Site Location: Lat.: 42⁰ – 59’ – 22” N; Long.: 81⁰ – 15’ – 28” W. (GPS: 42.9889761, -81.2594319). At the west edge of downtown London. Take Exit 186 from Highway 401 and follow Wellington Road north 6.9 km to Horton Street. Turn left (west) on Horton and, 1.7 km later, turn right (north) on Wharncliffe Road. After 1.4 km, turn right (east) on Blackfriars Street, and continue approximately 450 m to the bridge. Limited street parking is available on Blackfriars Street between Wharncliffe Road and the bridge.
Plaque Location: On a concrete plinth at the east end of the bridge, beneath an “artifact”.
Description: The 1875 Blackfriars Bridge was a wrought-iron bowstring arch-truss that spanned 67 m (220 ft) across the north branch of the Thames River to connect London with the adjacent community of Petersville. It was designed and fabricated by Wrought Iron Bridge Company (WIBC) of Canton, Ohio, during an era in Ontario when wood bridges were replaced by metal bridges. Blackfriars Bridge has been a key piece of the cultural fabric of London. It has been widely photographed, drawn, and painted, in particular in a series of stained glass images created by Ted Goodden that is exhibited in Centennial Hall in London.
Historic Significance: The 1875 structure represented the zenith of wrought-iron bowstring arch-truss technology. It was designed to resist pedestrian loadings that are consistent with those specified in modern codes. It contained eight features patented in WIBC’s most significant U.S. patent of 1873. It also featured double-panel web diagonals that were patented by Job Abbott after Blackfriars opened to traffic, perhaps because the then state of structural analysis was insufficient to compute the member forces accurately. Abbot subsequently created a WIBC branch plant in Canada, in response to the Macdonald’s National Policy, that in 1882 became the Dominion Bridge Company, the most significant Canadian steel bridge company of the 20th century.
Plaque Text: National Historic Civil Engineering Site. BLACKFRIARS BRIDGE. A tribute to the civil engineers, contractors, and workers who designed, fabricated and erected this bridge to maintain an important social, political and economic link between London and Petersville. The bridge is a rare survivor of the through arch-truss form fabricated by the Wrought Iron Bridge Company of Canton Ohio. The original pedestrian loadings are consistent with those specified in modern codes. The central four truss panels feature a double-panel diagonal configuration that was patented in America one year after the bridge opened on 27 September 1875. Blackfriars Bridge has also been woven into the cultural fabric of London. Canadian Society for Civil Engineering. 2016.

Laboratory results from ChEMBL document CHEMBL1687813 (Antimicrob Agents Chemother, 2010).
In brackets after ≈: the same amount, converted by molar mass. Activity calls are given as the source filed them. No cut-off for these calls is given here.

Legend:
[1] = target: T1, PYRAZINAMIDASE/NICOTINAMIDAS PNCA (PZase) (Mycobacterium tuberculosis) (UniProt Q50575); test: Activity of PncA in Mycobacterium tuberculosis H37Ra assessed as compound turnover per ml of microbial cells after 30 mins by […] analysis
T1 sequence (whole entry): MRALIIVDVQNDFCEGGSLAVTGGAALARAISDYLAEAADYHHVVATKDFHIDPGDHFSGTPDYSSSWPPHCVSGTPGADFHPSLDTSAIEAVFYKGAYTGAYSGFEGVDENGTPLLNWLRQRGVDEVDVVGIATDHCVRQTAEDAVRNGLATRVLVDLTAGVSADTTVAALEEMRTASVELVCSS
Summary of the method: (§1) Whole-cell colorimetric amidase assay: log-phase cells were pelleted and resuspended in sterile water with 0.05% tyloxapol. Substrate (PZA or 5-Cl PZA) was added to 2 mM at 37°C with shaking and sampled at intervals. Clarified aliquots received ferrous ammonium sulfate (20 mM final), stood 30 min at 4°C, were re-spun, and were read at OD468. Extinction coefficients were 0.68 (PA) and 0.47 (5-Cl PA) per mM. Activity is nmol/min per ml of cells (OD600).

Site historique national de génie civil. PONT BLACKFRIARS. En hommage aux ingénieurs civils, aux entrepreneurs et aux ouvriers qui on conçu, fabriqué et érigé ce pont afin de maintenir un lien social, politique et économique important entre London et Petersville. Il est l’un des derniers ponts en arc avec tablier inférieur fabriqué par la Wrought Iron Bridge Company de Canton Ohio. Les charges initials de conception pour piétons sont conformes à celles qui sont spécifiées dans les codes modernes. Les quatre pannaux en treillis centraux on tune configuration à doubles diagonals qui fut brevetée ien Amérique un an après l’ouverture du pont le 27 Septembre 1875. Le pont Blackfriars fut également conçu pour fusioneer dans le tissue culturel de London. 2016. La société canadienne de génie civil.
Plaque Unveiling Ceremony: The plaque was unveiled in a ceremony held in a large tent immediately west of the bridge on the afternoon of Friday 03 June 2016. The Master of Ceremonies was Alistair MacKenzie. Tony Bégin, CSCE President, and City Councillor Paul Hubert made brief remarks. Mike Bartlett gave a short description of the history of the bridge and the reasons for its recognition as a CSCE National Historic Site.
Links to Further Documentation:
Canada’s Historic Places listing for Blackfriars Bridge
Biography of Job Abbott
“London’s Blackfriars Bridge”, Canadian Civil Engineer, 2016. (see page 16)